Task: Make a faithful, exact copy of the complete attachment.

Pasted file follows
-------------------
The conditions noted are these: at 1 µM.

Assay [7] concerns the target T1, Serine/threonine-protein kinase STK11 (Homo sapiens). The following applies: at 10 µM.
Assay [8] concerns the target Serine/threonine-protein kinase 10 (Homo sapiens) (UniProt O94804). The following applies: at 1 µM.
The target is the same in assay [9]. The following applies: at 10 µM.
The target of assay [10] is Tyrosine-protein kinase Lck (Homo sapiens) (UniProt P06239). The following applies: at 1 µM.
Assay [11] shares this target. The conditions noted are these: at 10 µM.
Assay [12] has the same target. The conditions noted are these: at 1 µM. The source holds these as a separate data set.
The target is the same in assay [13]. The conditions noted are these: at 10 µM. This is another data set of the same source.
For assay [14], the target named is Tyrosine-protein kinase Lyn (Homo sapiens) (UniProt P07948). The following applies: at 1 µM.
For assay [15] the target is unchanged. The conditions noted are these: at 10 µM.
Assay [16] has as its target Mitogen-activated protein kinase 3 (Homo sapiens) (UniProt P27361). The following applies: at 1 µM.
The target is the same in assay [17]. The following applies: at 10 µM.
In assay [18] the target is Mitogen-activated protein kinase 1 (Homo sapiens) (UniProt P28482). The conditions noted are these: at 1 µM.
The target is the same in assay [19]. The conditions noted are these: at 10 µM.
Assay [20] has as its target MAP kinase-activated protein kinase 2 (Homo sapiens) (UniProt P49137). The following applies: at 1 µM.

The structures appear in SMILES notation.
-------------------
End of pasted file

The conditions noted are these: at 1 µM.

Assay [7] concerns the target T1, Serine/threonine-protein kinase STK11 (Homo sapiens). The following applies: at 10 µM.
Assay [8] concerns the target Serine/threonine-protein kinase 10 (Homo sapiens) (UniProt O94804). The following applies: at 1 µM.
The target is the same in assay [9]. The following applies: at 10 µM.
The target of assay [10] is Tyrosine-protein kinase Lck (Homo sapiens) (UniProt P06239). The following applies: at 1 µM.
Assay [11] shares this target. The conditions noted are these: at 10 µM.
Assay [12] has the same target. The conditions noted are these: at 1 µM. The source holds these as a separate data set.
The target is the same in assay [13]. The conditions noted are these: at 10 µM. This is another data set of the same source.
For assay [14], the target named is Tyrosine-protein kinase Lyn (Homo sapiens) (UniProt P07948). The following applies: at 1 µM.
For assay [15] the target is unchanged. The conditions noted are these: at 10 µM.
Assay [16] has as its target Mitogen-activated protein kinase 3 (Homo sapiens) (UniProt P27361). The following applies: at 1 µM.
The target is the same in assay [17]. The following applies: at 10 µM.
In assay [18] the target is Mitogen-activated protein kinase 1 (Homo sapiens) (UniProt P28482). The conditions noted are these: at 1 µM.
The target is the same in assay [19]. The conditions noted are these: at 10 µM.
Assay [20] has as its target MAP kinase-activated protein kinase 2 (Homo sapiens) (UniProt P49137). The following applies: at 1 µM.

The structures appear in SMILES notation.